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Red Shift

I have been working on a piece since NASA launched its final shuttle mission and that event set the course for the new work.  So many things about that shuttle launch struck chords in my psyche.  The gears jumped into action and I was just waterskiing behind the flood of ideas.  The connection with the last time I watched a shuttle launch, which was in fourth grade when the Challenger exploded over Reagan's eyes, was palpable as was the fact that I was watching it on the new medium of live internet stream.  A section of my life felt neatly bookended by the shuttle missions and was now lining up with another event in my life, the imminent birth of our son, Marvel Heron Ingram, also known as Mars.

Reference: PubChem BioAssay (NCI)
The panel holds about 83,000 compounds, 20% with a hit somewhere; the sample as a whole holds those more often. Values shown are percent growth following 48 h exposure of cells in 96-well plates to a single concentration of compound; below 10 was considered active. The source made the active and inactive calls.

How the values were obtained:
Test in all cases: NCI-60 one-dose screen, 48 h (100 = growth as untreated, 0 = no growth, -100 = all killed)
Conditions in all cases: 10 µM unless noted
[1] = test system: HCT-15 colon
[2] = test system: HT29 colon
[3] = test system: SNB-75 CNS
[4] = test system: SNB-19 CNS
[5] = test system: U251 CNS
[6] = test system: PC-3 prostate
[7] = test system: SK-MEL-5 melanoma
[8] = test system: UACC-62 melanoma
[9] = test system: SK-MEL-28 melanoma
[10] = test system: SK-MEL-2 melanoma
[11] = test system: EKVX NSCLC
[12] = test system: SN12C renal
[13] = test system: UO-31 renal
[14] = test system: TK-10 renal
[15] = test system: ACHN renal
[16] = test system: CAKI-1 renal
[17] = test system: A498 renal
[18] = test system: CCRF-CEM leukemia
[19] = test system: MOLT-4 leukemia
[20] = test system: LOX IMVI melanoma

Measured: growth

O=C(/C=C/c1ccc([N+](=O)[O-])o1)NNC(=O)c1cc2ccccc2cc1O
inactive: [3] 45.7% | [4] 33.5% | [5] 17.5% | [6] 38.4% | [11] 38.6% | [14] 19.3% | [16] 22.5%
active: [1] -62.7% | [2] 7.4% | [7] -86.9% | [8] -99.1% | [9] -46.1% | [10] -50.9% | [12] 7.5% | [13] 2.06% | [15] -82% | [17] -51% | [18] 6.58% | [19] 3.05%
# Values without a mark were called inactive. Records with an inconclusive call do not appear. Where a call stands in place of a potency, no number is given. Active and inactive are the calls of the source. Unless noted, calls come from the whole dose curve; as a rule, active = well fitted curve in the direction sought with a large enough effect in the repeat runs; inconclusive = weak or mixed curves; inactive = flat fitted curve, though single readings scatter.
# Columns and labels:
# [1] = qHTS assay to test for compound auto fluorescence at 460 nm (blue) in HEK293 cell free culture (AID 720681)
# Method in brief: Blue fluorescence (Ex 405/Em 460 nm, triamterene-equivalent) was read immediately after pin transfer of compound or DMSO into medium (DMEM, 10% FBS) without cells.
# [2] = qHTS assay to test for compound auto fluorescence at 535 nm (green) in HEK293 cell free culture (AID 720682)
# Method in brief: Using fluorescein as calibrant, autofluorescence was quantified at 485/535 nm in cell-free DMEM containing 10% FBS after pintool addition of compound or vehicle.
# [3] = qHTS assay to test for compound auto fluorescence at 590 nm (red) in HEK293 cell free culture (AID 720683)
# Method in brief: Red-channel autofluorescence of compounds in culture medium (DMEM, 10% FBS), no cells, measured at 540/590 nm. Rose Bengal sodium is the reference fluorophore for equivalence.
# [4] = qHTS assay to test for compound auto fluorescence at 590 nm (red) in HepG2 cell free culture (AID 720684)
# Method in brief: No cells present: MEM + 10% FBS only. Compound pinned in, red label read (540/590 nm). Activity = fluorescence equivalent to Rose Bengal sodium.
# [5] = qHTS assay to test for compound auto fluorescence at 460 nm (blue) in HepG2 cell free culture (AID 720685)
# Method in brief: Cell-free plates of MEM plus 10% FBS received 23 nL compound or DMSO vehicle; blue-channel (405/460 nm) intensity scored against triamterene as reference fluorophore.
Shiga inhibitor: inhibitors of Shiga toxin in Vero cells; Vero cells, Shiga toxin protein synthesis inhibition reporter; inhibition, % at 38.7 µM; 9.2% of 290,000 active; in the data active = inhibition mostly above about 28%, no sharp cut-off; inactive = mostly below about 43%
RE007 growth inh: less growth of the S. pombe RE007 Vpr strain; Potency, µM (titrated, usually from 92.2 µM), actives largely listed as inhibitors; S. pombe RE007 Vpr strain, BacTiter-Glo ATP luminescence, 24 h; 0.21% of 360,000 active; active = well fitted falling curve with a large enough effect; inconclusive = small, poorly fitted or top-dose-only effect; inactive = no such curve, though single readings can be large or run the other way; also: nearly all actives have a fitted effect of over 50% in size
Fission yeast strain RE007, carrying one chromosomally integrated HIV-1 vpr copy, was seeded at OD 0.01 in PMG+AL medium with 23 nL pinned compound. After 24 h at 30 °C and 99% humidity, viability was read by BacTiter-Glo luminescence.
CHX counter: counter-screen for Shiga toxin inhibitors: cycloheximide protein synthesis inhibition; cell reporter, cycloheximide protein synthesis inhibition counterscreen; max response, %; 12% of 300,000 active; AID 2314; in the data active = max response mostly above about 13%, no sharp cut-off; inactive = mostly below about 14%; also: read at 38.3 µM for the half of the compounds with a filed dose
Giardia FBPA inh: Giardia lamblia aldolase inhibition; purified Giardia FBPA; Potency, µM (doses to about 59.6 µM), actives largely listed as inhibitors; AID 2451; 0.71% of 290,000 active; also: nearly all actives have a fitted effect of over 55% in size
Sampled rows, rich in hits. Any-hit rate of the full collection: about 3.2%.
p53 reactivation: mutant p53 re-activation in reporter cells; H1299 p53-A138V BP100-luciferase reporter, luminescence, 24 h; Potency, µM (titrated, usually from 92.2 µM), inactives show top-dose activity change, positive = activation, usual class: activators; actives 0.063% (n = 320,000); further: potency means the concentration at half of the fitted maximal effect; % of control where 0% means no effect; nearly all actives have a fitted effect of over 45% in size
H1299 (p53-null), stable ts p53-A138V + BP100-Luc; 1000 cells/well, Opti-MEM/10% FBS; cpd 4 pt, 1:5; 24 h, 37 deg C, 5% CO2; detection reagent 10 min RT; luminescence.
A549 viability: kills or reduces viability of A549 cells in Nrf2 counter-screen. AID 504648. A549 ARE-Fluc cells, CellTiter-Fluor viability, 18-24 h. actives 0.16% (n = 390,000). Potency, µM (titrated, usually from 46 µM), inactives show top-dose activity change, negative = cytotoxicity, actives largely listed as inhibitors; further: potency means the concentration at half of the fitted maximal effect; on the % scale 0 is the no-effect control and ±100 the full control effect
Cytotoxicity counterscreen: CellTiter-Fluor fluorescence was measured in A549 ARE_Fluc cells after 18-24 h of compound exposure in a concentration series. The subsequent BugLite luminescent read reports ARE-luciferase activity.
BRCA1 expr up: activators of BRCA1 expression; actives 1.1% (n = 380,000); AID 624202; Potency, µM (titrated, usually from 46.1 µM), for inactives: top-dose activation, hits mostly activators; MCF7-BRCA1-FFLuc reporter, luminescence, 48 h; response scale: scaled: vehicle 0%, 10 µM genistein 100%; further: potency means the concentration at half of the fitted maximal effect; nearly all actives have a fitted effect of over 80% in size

Mars is our second child so I knew to some degree the difficulty of the road ahead.  Watching NASA perform flawless feats of impossible proportions I felt the seductive pull of that level of control.  Gearing up for the arrival of our son, I drooled at the idea of having NASA like control of my home and business and life.  I could taste the propaganda that NASA was born for, the clear intention in the space race to show the world who was "in control".  I made a decision to adopt a NASA mindset for the making of this piece.